Finally I carve the breasts off as one large piece each and slice them crosswise so each piece has a bit of skin attached.
And of course afterwards I get in there with my fingers to tear all the little scraps of meat that are missed by "pretty presentation" carving so that no part of the delicious bird goes to waste.
Except for the bag of giblets.
Oh well.

I hope everyone had a lovely Thanksgiving, that you have come out of your Turkey Comas feeling rested and rejuvenated, and that the rest of the holiday season treats you well.

Queen of Turkey, out.

Monday, November 22, 2010

Roasted Squash Polenta w/ Sage-Pistachio Mascarpone & Sautéed Mushrooms

OK - I'm getting one Thanksgiving-esque food related post in before the holiday is upon us. Then I'm back to my regularly scheduled randomness.

I totally winged this recipe in an attempt to recreate a new dish from one of my long-standing regular haunts, Five Points. 
The owner is now the chef and there have been a lot of overhauls, not all of which are stellar.
(Ahem: the "Limit 2" on the $5 Happy Hour Martinis. Boo hiss.)
However, this has been a starter on the menu lately, and I decided to try to make it at home.

The major reason I avoid making polenta at home is that a) it's time consuming, and b) I don't actually want to know just how much butter, cream, and cheese restaurants put in it to make it tasty.

However, I risked it tonight, and knowing full well that it would be both a fattening AND healthy dish.
And I did a pretty decent job recreating it, if I do say so myself.
And I do.

Raw and ready to roast!
I started by carving up an acorn squash, drizzling it with olive oil and salt, and roasting it in a 425º oven for 45 minutes, turning it once halfway through.

Serious color = serious flavah
For the mushrooms I used a combination of dried (reconstituted) porcini mushrooms and fresh baby bellas. I sautéed them in a combination of olive oil and butter until they were really catching color, at which time I added salt and one grated clove of garlic.

Once the garlic was fragrant I added some of the reconstituted-mushroom liquid and a splash of dry sherry and let it cook out a bit.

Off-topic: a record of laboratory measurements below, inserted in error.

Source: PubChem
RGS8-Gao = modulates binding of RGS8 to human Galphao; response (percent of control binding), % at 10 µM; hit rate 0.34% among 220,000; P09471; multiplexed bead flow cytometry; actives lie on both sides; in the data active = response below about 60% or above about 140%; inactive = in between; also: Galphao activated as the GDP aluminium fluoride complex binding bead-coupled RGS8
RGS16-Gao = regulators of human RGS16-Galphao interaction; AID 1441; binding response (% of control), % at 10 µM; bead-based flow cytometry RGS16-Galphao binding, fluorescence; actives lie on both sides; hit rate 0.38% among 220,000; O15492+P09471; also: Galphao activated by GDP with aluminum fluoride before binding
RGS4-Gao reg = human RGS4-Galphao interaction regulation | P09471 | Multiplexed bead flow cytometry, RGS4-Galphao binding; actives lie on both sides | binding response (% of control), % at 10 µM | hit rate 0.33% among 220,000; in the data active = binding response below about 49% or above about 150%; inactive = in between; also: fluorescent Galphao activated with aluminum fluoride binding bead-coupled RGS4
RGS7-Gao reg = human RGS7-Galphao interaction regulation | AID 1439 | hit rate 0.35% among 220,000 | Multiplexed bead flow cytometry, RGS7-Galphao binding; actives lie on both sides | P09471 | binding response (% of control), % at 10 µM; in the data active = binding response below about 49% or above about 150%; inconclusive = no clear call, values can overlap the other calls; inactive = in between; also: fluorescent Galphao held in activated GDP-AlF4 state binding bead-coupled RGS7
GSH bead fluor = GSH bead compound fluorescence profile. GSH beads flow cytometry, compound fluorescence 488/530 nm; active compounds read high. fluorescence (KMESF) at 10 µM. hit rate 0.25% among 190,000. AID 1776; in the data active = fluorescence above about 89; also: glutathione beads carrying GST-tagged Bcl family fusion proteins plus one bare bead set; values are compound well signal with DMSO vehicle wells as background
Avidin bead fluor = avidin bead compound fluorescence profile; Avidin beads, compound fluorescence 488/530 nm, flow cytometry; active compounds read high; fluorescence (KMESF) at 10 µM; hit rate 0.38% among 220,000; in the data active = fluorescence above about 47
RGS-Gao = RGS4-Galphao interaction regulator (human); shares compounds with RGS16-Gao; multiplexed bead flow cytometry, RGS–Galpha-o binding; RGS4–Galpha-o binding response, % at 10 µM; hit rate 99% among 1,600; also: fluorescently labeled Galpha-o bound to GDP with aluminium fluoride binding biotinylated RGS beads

Bland base...
I used quick-cooking polenta because... well... it only takes 5-8 minutes! I was extra harried in the kitchen since I was experimenting without a recipe and juggling FAR too many things at once.
(Three pans on the stove as well as the oven and I just did not have 35-45 minutes to stand there stirring regular polenta. Why so many pans? Well I had to make something the hubs would eat as well, what with his anti-mushroom feelings. Grumblegrumblegrumble...)

If you were to eat the quick-cooking polenta plain it really is sub-par.  It needs LOTS of help.
Luckily all the additions here make it fabulous. I followed the instructions on the box, made about 1/2 a cup dry to the one acorn squash, heavily salted it, and about a minute before it was done cooking I added a mix of milk and cream.

It was still rather dull, until...

... now super tasty
... you add the roasted squash! I just carved the flesh out of the skin and mixed it all together with a knob of butter. Suddenly it was an interesting flavor and texture. (Check for seasoning again.) But it was missing the big finish:


I used about a tablespoon per serving (hefty but worth it), and had previously mixed 3 TBSP of mascarpone with 2 fresh leaves of sage, finely chopped, as well as a couple shakes (probably only 1/4 tsp) of dried sage, and 1/4 cup of chopped pistachios. 

Serve up the squash-polenta mixture, top with a dollop of the sage-pistachio mascarpone, and then top with the sautéed mushrooms and extra pistachios.
Be sure to stir the mascarpone into the mix while it's hot to create a really decadent mouth-feel and flavor.

Of course, when I served this to the hubs, I omitted the mushrooms and served it as a side dish to some rosemary & pecorino-stuffed pork tenderloin. But that's his own problem.
Well, technically it became my problem as that made for the extra pan on the stove and in the oven while doing other things for the first time.
But it all worked out, and he really liked the dish sans mushrooms. 
So he gets to live.
I mean, hey, 'tis the season and all that.

While I do not suggest trying a new dish if you have company coming for the holidays, I definitely suggest trying this before squash season passes us by, because it is a VERY satisfying dish.
And I am seriously looking forward to leftovers tomorrow!

Friday, November 19, 2010

Outside The Box

OK - I have a backlog of posts I need to write up, so my cop-out post of the day is the following:

The Best Pizza Box Ever
(or that I have found thus far...)

Click to enlarge

But whoever designed this box is clearly someone I need to be friends with, because this is the kind of thing that I would write on a pizza box! Except for the waiting for hours part. I am not cool with delivery that takes longer than 30-40 minutes. That's just uncool.
They could also use a little help in the spelling/punctuation field, but I forgive that because it still made me laugh out loud.
And the pizza was pretty good.

Soon: actual posts about food...

Monday, November 15, 2010

Smoked Chipotle Pork

This meal came about for two reasons:
1 - The Spanican Chicken was über tasty, so the hubs requested more meals in that vein
2 - I bought some new smoked chipotle pepper flakes, and wanted to use them.

The marinade for this started out very much in the same vein:
1/2 tsp smoked Spanish paprika
1/4tsp chili powder
1/2 tsp cumin